“I don’t have that information in front of me,” Hodgins said.

If Plains notified Clean Seas earlier, a Caprinteria-based oil extraction firm that Plains contracts with, it could’ve “significantly reduced the amount of oil spilled,” Clean Seas General Manager Ike Ikerd said.

California’s Oil Spill Prevention and Response Act requires the operator to report the spill to the California Office of Emergency Services within 15 to 30 minutes after it is discovered, Williams said.

“Plains did not meet that criteria,” said Mark Ghilarducci, director of the governor’s office of emergency services.

Officials lamented the fact that Plains is classified as an interstate pipeline, which means it has to abide by less stringent regulations than the state’s. Plains inspects its pipelines every three years even though the federal government only requires one every five years.

The inspection in 2012 didn’t raise enough alarm to trigger action, Hodgins said. Plains had another inspection about two weeks before the spill but didn’t receive the results in time. The Pipeline and Hazardous Material Safety Administration found that the section of pipeline in question was corroded as much as 74 percent.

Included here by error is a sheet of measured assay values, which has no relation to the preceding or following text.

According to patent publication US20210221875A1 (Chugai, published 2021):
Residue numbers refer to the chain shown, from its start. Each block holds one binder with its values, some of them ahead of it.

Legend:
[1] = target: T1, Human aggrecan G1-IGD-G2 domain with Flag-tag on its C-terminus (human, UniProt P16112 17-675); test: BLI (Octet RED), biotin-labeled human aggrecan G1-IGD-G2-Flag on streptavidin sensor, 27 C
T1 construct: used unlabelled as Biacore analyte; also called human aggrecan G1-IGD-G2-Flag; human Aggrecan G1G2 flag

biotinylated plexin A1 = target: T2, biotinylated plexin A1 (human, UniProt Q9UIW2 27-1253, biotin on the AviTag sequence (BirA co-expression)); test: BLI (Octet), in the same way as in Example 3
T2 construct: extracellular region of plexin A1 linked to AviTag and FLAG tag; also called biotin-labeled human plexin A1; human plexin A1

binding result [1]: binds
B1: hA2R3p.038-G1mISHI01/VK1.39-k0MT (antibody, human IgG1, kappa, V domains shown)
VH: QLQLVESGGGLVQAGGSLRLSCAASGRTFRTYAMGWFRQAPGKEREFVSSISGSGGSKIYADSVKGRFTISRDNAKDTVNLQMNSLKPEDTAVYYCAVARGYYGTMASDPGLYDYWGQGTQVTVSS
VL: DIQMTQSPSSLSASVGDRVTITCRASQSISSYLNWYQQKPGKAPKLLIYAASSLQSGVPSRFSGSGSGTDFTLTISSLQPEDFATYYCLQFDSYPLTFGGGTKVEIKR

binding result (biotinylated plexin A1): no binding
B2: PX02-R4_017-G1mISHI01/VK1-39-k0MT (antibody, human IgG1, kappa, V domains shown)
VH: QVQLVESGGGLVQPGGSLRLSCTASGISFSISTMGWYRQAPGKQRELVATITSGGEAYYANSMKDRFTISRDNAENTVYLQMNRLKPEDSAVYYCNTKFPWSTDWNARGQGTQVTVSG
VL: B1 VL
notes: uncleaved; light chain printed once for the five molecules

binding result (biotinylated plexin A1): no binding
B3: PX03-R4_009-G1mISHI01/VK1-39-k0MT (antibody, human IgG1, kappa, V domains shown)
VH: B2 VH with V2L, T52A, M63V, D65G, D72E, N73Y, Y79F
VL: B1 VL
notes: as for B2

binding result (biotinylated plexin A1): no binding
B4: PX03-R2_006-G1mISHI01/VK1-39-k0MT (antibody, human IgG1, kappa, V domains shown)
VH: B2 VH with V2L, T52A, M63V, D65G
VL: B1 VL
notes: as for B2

“Obviously the inspection systems and safeguards aren’t working,” Jackson said.

Tonya Hoover, California fire marshal, said that if Line 901 was under the state’s jurisdiction, it would’ve been classified as “high-risk,” been inspected more frequently and had more oversight.

“There needs to be a change of law that the pipeline is designated as intrastate so it is enforceable by our program,” she said. “California is the best practice, not federal.”

As the law is written, there is some grey area when it comes to an interstate or intrastate designation, said Carl Weimer, Pipeline Safety Trust executive director.

“The industry can pretty much choose whom they are regulated by,” he said.

As of now, the tourism industry and commercial fisheries are feeling the oil spill’s sting. Refugio State Beach and El Capitan State Beach have been closed for more than a month. Fisheries from Canada de Alegria to Coal Oil Point remain closed, which has many commercial fisheries reeling.

During public comment, a Santa Barbara resident said the oil spill has crippled her sport fishing business. She said that fisherman can’t sell local fish because the name Santa Barbara seafood is tainted and the county should perform a public relations campaign.

Eventually, Plains may have to pay up for lost revenues and for such a campaign. The $96 million cleanup tab doesn’t include claims, court proceeding, penalties or lost business and tourism revenues.

“If we don’t create greater accountability, if we don’t have greater transparency and honesty in the process, if we don’t remove the oil industry from taking control, controlling the messaging and controlling the information, the public will not be with us, and rightly so,” Jackson said.